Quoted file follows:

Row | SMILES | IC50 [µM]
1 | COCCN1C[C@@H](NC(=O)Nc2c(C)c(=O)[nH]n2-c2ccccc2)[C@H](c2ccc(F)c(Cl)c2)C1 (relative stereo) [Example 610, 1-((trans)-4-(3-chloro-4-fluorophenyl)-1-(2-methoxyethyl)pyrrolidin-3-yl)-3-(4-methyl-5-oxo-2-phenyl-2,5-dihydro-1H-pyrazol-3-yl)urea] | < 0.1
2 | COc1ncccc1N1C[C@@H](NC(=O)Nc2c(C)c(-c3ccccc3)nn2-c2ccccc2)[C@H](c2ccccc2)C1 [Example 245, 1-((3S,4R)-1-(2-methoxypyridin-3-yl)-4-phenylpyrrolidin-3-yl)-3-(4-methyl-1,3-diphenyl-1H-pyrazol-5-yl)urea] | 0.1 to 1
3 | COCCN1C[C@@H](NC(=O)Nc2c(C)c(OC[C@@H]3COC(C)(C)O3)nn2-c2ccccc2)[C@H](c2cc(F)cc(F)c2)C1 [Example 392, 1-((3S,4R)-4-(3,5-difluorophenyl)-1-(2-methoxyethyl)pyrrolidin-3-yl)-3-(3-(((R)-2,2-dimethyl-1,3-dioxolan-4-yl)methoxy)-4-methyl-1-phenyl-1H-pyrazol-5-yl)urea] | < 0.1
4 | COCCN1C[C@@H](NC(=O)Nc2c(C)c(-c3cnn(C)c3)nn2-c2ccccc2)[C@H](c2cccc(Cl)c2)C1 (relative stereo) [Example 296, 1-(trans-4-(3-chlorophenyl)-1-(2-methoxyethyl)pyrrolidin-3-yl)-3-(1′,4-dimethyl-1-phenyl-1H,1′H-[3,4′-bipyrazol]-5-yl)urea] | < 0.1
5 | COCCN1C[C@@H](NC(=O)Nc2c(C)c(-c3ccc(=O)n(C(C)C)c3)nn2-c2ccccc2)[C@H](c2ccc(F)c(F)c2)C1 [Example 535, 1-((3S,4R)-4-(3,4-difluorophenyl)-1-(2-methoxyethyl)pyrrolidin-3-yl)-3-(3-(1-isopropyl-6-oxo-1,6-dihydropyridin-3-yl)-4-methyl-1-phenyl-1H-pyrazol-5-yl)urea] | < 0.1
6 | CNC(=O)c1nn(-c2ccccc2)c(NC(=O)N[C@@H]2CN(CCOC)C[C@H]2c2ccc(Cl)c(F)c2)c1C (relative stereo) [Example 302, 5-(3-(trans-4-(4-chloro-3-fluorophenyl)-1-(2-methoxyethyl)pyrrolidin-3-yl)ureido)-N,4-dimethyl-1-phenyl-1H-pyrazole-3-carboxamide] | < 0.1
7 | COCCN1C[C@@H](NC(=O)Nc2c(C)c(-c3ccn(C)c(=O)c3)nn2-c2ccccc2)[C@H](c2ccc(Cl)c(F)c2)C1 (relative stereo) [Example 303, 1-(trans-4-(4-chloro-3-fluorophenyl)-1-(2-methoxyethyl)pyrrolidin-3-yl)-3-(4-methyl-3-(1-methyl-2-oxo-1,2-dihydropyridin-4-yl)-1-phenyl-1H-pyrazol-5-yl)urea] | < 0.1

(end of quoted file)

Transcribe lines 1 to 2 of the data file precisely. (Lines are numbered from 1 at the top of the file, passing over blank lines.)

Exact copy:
Row | SMILES | IC50 [µM]
1 | COCCN1C[C@@H](NC(=O)Nc2c(C)c(=O)[nH]n2-c2ccccc2)[C@H](c2ccc(F)c(Cl)c2)C1 (relative stereo) [Example 610, 1-((trans)-4-(3-chloro-4-fluorophenyl)-1-(2-methoxyethyl)pyrrolidin-3-yl)-3-(4-methyl-5-oxo-2-phenyl-2,5-dihydro-1H-pyrazol-3-yl)urea] | < 0.1